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Design Realization lecture 12 John Canny 10/2/03.

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1 Design Realization lecture 12 John Canny 10/2/03

2 Last Week*  Introduction to materials: physical properties, density, strength, stiffness, thermal and electrical conduction.  Metals: Steel, Aluminum, Brass.  Ferromagnetism, solid, flexible and liquid magnets.

3 This time  One more metals topic: shape memory alloy.  Introduction to plastics.

4 Shape-Memory Alloy  Two main metal phases are shown below:

5 Shape-Memory Alloy  In steel, the martensite/austenite transition is influenced by alloying, cold-working etc.  In shape memory allow, the transition is caused by a small change in temperature.  The best-known shape memory allow is Nitinol NiTi (Nickel Titanium).

6 Shape-Memory Alloy  The austenite is stiffer and has lower volume.  Heating SMA wire causes it to contract with some force. Strains of 3-5% are typical.

7 Shape-Memory Alloy  Nitinol has the following attributes: MartensiteAustenite Stiffness GPa2875 Resistivity7682 Transition T62-7288-98

8 Plastics  Plastics exhibit an incredible variety of properties due to their rich chemical makeup.  They are inexpensive to produce, and easy to mold, cast, or machine.  Their properties can be expanded even further in composites with other materials.

9 Polymer chemistry  Polymers are chain molecules. They are built up from simple units called monomers.  E.g. polyethylene is built from ethylene units: which are assembled into long chains:

10 Polymer structure  The polymer chain layout determines a lot of material properties:  Amorphous:  Crystalline:

11 Cross-linking  Generally, amorphous polymers are weak.  Cross-linking adds strength: vulcanized rubber is polyisoprene with sulphur cross-links:

12 Branched polymers  Polymer chains can branch:  Or the fibers may aligned parallel, as in fibers and some plastic sheets.

13 Copolymers  Polymers often have two different monomers along the chain – they are called copolymers.  With three different units, we get a terpolymer. This gives us an enormous design space…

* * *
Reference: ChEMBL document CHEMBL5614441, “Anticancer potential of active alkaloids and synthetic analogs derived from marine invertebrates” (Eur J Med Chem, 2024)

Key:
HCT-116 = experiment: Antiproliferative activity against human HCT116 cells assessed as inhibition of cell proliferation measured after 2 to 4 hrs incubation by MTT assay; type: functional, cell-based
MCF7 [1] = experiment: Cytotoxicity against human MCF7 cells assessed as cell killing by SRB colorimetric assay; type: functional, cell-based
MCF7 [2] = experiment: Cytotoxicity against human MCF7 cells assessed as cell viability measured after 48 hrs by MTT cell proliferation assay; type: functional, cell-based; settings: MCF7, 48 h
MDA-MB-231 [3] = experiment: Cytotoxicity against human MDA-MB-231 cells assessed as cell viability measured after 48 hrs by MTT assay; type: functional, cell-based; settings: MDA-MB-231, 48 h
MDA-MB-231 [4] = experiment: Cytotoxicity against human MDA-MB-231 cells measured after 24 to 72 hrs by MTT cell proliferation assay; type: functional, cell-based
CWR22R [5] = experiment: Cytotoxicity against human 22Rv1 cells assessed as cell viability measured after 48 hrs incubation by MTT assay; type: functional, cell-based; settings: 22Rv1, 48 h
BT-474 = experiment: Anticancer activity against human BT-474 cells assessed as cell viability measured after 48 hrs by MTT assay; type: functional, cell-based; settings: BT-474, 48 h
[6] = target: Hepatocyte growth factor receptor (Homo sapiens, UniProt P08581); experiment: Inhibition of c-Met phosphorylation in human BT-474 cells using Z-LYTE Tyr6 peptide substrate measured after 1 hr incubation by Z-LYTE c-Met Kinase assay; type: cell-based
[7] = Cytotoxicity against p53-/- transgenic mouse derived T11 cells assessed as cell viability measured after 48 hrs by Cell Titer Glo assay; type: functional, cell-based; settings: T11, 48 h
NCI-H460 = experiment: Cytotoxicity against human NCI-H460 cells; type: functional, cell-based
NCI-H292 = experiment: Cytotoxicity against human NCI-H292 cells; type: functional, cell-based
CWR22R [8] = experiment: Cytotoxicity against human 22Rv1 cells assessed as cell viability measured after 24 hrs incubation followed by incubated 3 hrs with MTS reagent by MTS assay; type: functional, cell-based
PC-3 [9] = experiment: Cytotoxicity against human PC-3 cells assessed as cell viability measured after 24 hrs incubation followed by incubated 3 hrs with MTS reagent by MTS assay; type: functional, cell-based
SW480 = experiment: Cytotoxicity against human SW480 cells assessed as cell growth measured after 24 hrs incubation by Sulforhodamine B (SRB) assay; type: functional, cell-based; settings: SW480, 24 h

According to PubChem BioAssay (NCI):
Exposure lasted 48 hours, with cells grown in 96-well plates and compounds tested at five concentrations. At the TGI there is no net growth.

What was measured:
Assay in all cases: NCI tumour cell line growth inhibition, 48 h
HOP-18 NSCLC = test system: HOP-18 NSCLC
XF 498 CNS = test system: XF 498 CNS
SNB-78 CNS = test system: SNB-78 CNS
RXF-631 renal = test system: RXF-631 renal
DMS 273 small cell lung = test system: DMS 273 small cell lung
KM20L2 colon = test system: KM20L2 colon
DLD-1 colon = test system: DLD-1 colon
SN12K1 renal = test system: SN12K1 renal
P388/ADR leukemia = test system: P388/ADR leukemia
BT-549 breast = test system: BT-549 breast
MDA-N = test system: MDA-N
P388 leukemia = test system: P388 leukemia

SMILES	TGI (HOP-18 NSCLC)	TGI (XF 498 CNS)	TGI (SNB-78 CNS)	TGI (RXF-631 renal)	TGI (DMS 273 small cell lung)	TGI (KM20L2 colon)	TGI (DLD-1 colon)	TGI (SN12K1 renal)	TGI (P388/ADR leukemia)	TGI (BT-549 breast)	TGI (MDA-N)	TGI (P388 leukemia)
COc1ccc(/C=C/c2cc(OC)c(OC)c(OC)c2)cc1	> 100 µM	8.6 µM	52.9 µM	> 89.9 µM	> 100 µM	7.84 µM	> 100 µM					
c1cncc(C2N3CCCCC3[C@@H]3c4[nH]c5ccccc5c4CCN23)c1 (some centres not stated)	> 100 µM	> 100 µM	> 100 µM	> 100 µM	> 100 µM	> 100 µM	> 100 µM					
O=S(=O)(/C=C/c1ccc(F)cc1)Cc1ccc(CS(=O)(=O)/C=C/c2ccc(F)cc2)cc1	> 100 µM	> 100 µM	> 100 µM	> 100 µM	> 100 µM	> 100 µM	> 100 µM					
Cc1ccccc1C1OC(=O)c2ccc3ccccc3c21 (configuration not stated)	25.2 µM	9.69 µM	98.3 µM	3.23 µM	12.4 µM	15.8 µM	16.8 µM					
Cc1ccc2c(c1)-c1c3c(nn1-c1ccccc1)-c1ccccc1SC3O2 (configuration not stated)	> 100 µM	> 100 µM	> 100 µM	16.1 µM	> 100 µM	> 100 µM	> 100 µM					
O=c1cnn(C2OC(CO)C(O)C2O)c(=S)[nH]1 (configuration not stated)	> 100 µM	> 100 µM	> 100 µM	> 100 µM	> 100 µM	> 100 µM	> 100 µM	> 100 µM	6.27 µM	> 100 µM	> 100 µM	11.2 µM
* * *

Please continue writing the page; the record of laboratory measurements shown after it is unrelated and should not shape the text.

14 Glass-rubber-liquid  Amorphous plastics have a complex thermal profile with 3 typical states: Log(stiffness) Pa Temperature 3 9 6 7 8 4 5 Glass phase (hard plastic) Rubber phase (elastomer) Liquid Leathery phase

15 Thermoplastics  Polymers which melt and solidify without chemical change are called thermoplastics.  They support hot-forming methods such as injection-molding and importantly for us, FDM.

16 Thermoset plastics  Polymers which irreversibly change when heated are called thermosets.  Most often, the change involves cross-linking which strengthens the polymer (setting).  Thermosets will not melt, and have good heat resistance.  They are often made from multi-part compounds and formed before setting (e.g. epoxy resin).  Setting accelerates with heat, or for some polymers with UV light.

17 Notable plastics - Polyethylene  Probably most common plastic – glad bags and packing material, children’s toys – thermoplastic  Simple formula:  Not quite amorphous! (demo)  Glass transition -130  to -80  C  Melting point 130  C  Tensile yield (strength) 25 MPa  Tensile modulus (stiffness) 1 GPa (soft)  Density 0.95

18 Notable plastics - Acrylic  Most common optical plastic - refractive index very close to glass (1.5), aka Plexiglas, Lucite  Full name polymethyl methacrylate (PMMA).  Also an important fiber, paint.  Glass transition 110  C  Melting point 130  C  Tensile yield 50 MPa  Tensile modulus 30 GPa  Density 1.15  Excellent laser cutter material!

19 Notable plastics – contd.  ABS – popular construction thermoplastic, used in FDM machines.  PVC – plumbing pipes, electrical insulation.  Nylon – most important fiber.  Polyester – 70s disco clothing – plastic bottles.  Polystyrene – computer housings, toys, also made into foam (Styrofoam).  Polycarbonate – strong, refractive index > glass, eyeglass material. A thermoset plastic.  Cellulose – natural wood fiber.

20 Elastomers  Elastomers are synthetic rubbers E < 1 GPa  Polyurethane – used in pillows and cushions.  Silicones – used for caulking and Space Shuttle heat tiles. Silicones are inorganic with an S-O backbone.  Fluoroelastomers – good electrical insulators.

21 High performance plastics  PTFE – Polytetrafluoroethylene – aka Teflon long name, simple structure:  Exceptional resistance to solvents, great lubricant, nothing sticks to it!  The fluorine-carbon bonds are very strong, fluorines protect carbon backbone.  High melting point 330  C  High electrical breakdown – artificial muscle.  Technically a thermoplastic, but hard to process.

22 High performance plastics  Kevlar is an aramid polymer:  Chains are stiff and straight.  Highly crystalline polymer, difficult to process.  Melting temperature 500  C  Tensile strength 3.6 GPa, about 4x steel!

23 High performance plastics  Epoxy resin is made from the 2-part kits.  It’s the basis of composites like fiberglass, carbon fiber composites etc.  Apart from an excellent glue, it is an important molding compound for rapid prototyping.  Tensile strength 60 MPa  Stiffness 2.6 GPa

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